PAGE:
Even at the best of times, when it comes to health and medicine, we all live in our own realities, drawn from the particular experiences and fears our minds contain, rife with irrationalities and imagination. Watching my father die slowly of cancer just as I was coming into adulthood made me feel that life was fleeting, hospitals were depressing and being careful was a waste of time. Somebody else might have started running five miles a day and juicing, but not me. I emerged with an outsize tolerance for risk and a skepticism of the medical arts. Naturally, both came into play during a pandemic.
When the pandemic started, our family lived in Singapore, where we sweated for months through a claustrophobic lockdown, as people could be fined and jailed for violating mandates. We moved back to Washington that summer, but the experience left me deeply, albeit quietly, leery of restrictions. I could never completely disentangle Covid rules, civil liberties and authoritarian impulses, no matter how many well-intentioned American friends tried to persuade me of the wrongness of my thinking.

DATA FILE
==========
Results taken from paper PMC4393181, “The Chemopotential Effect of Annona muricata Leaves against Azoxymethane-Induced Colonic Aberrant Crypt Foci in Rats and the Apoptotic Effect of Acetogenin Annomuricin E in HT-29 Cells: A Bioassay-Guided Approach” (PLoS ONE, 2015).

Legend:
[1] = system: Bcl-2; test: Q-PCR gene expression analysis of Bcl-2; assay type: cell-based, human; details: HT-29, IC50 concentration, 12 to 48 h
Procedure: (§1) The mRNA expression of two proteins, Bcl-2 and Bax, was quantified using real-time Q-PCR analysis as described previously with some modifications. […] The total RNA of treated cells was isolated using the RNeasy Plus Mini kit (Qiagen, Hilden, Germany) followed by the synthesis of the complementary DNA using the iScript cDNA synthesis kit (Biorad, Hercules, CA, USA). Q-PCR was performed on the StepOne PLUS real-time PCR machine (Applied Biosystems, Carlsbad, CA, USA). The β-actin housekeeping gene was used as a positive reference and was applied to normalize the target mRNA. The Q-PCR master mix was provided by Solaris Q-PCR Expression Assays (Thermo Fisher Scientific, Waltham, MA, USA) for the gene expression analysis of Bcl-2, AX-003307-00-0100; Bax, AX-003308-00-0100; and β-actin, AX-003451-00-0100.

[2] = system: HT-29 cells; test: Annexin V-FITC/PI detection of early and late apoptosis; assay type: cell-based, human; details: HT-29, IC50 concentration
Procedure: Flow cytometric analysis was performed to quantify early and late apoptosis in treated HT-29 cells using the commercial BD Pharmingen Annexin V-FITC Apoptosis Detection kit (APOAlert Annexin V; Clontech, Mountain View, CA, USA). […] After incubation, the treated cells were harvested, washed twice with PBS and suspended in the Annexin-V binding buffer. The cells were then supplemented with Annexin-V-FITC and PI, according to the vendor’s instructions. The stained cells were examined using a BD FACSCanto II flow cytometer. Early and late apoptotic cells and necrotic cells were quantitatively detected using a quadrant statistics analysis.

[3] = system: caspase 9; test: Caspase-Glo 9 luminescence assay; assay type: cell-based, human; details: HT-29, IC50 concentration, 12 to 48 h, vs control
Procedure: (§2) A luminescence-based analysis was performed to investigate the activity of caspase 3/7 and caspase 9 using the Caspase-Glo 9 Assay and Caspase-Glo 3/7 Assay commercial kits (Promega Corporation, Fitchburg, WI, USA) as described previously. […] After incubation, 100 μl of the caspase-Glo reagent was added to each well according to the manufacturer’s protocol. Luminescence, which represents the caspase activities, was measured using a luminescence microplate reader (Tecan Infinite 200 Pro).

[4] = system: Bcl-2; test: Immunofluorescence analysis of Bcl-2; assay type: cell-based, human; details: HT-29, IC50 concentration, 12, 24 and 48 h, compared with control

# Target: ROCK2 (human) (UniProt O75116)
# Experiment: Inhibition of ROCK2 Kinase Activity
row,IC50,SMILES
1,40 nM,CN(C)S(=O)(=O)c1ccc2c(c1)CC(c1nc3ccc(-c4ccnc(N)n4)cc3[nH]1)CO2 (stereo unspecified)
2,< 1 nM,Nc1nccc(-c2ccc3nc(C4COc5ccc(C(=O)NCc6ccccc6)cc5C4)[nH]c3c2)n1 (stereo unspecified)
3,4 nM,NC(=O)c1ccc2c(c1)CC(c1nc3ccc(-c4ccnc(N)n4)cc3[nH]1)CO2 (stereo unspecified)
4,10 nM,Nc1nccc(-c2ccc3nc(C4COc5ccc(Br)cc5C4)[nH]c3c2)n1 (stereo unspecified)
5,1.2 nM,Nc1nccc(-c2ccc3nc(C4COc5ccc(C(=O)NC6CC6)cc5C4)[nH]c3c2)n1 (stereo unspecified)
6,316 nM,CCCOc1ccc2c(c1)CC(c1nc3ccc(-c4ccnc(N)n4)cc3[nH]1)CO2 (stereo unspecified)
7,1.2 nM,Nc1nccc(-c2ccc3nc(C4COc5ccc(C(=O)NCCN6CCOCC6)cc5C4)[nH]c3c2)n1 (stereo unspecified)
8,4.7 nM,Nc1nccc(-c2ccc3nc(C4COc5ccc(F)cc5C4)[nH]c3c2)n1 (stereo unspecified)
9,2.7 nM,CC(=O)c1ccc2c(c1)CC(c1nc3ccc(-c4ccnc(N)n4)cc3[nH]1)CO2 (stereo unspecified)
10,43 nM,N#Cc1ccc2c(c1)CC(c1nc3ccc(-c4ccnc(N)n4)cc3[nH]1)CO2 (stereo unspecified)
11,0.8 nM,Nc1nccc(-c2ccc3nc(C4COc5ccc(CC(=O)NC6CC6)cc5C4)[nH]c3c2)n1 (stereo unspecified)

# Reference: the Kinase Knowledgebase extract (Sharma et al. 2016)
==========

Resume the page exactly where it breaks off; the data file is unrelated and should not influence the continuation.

Despite my many doubts, I tried to avoid Covid. I never consciously worried about getting sick, but I dreaded infecting someone vulnerable. Elderly people in my orbit, mostly parents and other relatives of friends, were dying.
In the fall of 2020, one of our sons joined a learning pod. All the pod parents pledged to observe collectively negotiated restrictions.
Gradually, however, I pieced together an important detail: Three of the five families in the pod had other children going back and forth to day care, and not the same day care, either. As time went on, we’d sometimes hear, via the grapevine of indiscreet children, that someone in the pod had gone to a movie indoors, or a parent would let slip that he’d attended a work happy hour. Each of these opened yet another gap in our collective defenses, and they were so numerous that the pod itself was a fakery, a kind of dream architecture built from our respective illusions.
Here’s the thing, though: I didn’t care.
I couldn’t stand to care anymore. In fact, I was sympathetic. It was all so human and predictable. Everybody wanted to cheat a little. We all perceived our own desires as needs while classifying the desires of others as luxuries.
All of those memories came surging up in the wake of my Covid. It all looked exaggerated and hyperbolic alongside the relatively unremarkable illness I’d just suffered.